I can always trusted to be about three seasons late into food fashions. I like to think it's really a healthy ambivalence to food crazes that come and go, especially since they usually involve exorbitant prices, long lines, and not to mention a lot of silly hype. Much like witnessing the crowds go wild for the freshly-touched down Beaujolais Nouveau while in Japan. I'd rather be never than early, and sometimes better late than never. I suppose going by this rule I'll probably find out sometime in mid-2009 why donuts warrant TOTO-worthy lines that snake way across the Raffles City Marketplace atrium.
So when I was digging about for something I ate last weekend, I came across old archived articles about Pierre Hermé's visit to Singapore, which apparently caused a stampede and an instant black market for tickets to this and that. The fascinating bio of Monsieur Macaron aside, there was also the shock of finding my coveted dessert, with exactly the same name and ingredients, being attributed to him. These Ispahans, named after the variety of rose that gave the macaron its flavor, these delicate mini-stacks of raspberry, lychee and rose petal cream, were staring from the dessert counter of Bakerzin. Surely we're not seeing the McMacaron?
In any case it was gorgeous and enticing enough for a second go, sometime before I leave next week. And here is the recipe I found on a rather random Pierre Hermé tribute page.
(Makes about 42 x 55mm shells - roughly 60 smaller petits fours)
For almond paste for macaroon base
390g ground almonds
390g icing sugar
145g fresh egg whites
5g carmine colouring
5g strawberry colouring
380g granulated sugar
145g egg whites (older ones are better)
2g powdered egg white
For the rose petal cream
900g butter cream*
50ml rose syrup
Optional: 90g creamed butter with 5ml essence of rose
* Butter cream recipe incorporates enriched crème anglaise and Italian meringue - see opposite page
For assembly (per Ispahan)
2 x 55mm macaroons (see separate recipe)
20g-25g rose petal cream
1 heaped tsp chopped lychee (see note at end of recipe on opposite page)
2 drops glucose
1 red rose petal
The equal quantities of ground almonds and icing sugar, mixed together, is called a "tant pour tant" by pastry chefs. Beat in the egg whites to form a tacky dough.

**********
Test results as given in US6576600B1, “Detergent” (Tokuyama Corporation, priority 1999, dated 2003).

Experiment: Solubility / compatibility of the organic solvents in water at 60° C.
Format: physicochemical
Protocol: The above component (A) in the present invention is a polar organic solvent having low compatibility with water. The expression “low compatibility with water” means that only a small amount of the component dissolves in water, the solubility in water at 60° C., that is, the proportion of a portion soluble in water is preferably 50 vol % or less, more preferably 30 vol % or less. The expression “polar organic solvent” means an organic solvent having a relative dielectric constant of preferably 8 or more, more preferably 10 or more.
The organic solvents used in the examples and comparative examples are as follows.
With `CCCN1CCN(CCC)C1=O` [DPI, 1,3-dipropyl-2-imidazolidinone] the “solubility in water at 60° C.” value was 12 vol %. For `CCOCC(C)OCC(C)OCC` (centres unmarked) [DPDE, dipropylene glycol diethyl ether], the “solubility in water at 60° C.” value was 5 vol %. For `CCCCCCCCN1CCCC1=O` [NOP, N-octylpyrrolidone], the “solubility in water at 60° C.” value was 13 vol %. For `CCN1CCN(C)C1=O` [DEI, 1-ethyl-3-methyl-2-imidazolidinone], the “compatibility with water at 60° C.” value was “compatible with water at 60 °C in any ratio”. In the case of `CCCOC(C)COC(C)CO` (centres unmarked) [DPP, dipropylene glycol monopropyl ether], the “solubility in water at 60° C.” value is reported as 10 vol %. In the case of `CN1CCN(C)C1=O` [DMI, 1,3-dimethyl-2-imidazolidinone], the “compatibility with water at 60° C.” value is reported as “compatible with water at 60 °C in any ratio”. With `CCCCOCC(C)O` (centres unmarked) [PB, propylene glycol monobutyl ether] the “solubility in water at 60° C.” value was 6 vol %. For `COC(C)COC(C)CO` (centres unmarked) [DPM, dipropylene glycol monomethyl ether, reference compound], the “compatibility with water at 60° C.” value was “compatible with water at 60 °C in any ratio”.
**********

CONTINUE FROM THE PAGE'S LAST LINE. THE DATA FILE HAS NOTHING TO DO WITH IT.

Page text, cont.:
For the meringue, put the sugar and water in a pan and boil to 121°C (1). Meanwhile, start whisking the egg whites and powdered egg until they start to rise.
While continuing to whisk the whites, pour the boiling sugar on to them in a steady stream so the sugar cooks the whites (2).
Continue whisking at a moderate speed until the temperature of the meringue drops to between 45°C and 40°C.
Put the almond paste in a mixing bowl and beat in the colouring (3). Beat in about a fifth of the warm meringue. Fold in the rest of the meringue and work it well until it obtains a dropping texture (4).
Prepare a baking sheet. On it place a sheet of baking parchment with 55mm circles marked on it. Leave 1cm gaps between each circle.
Fill a piping bag with a Savoy plain tube (10 or 12 mm) with the mixture. Pipe about 42 macaroon circles (5).
Lift the tray, tap the underside all over with your free hand. Each circle will spread a little and even out.
Leave the mixture in a warm, dry place for 35 to 40 minutes before baking.
The macaroons are ready to bake when their surface is smooth and no longer sticky. If you don't allow them to set their surface will crack during baking.
Preheat a convection oven to 165°C. Put the tray of macaroons in the oven and bake for about 20 minutes. Every oven is different. They are ready when the surface is crisp and the underneath is also set and lifts easily off the baking sheet.
Enriched creme anglaise
140g egg yolks
140g caster sugar
Boil the milk. Whisk the egg yolks and sugar together till the sugar has dissolved (6 & 7). Pour the milk over the yolks and then pour the mixture back into the pan (8). Heat to 85°C. Take off the heat and pour into a cool bowl. Whisk the mixture until it whitens, thickens and cools.
125g egg whites
15g caster sugar
250g granulated sugar
Whisk the egg whites and 15g sugar until well risen and quite firm. Boil the granulated sugar and water to 121°C. while continuing to whisk the whites, pour on the boiling syrup in a steady stream. Whisk until the meringue is cold, shiny and firm.
450ml crème anglaise*
750g softened unsalted butter
350g Italian meringue*
* See two previous recipes
Combine the ingredients together either by beating or whisking. They may appear to separate, but will always come back to form a smooth emulsion.
• Note: there's enough of the mixture for about 1.5 recipes.
To make the rose petal cream, beat the butter cream and rose syrup with optional creamed essence (9).
Put one macaroon shell on the work surface, flat side up. Pipe a circle of rose petal cream around the inside of its circumference and lay seven raspberries on the cream (10).
Spoon the chopped lychee into the centre of the ring (11). Pipe a small blob of rose petal cream on the lychee (12).
Fit the second macaroon shell on top (13). Refrigerate for 24 hours for the best result. Pipe two small drops of glucose on the top macaroon and use to fix the garnish of a raspberry and a rose petal (14).
• Note on lychees. Pierre Hermé uses tinned lychees. Whether using these or fresh ones, they need to be dried out before use, otherwise their moisture will leech into the macaroons and ruin the texture. Cut the lychees coarsely. Put them in a colander or sieve. Leave to dry out for 24 hours before using them.Source: Restaurants and Institutions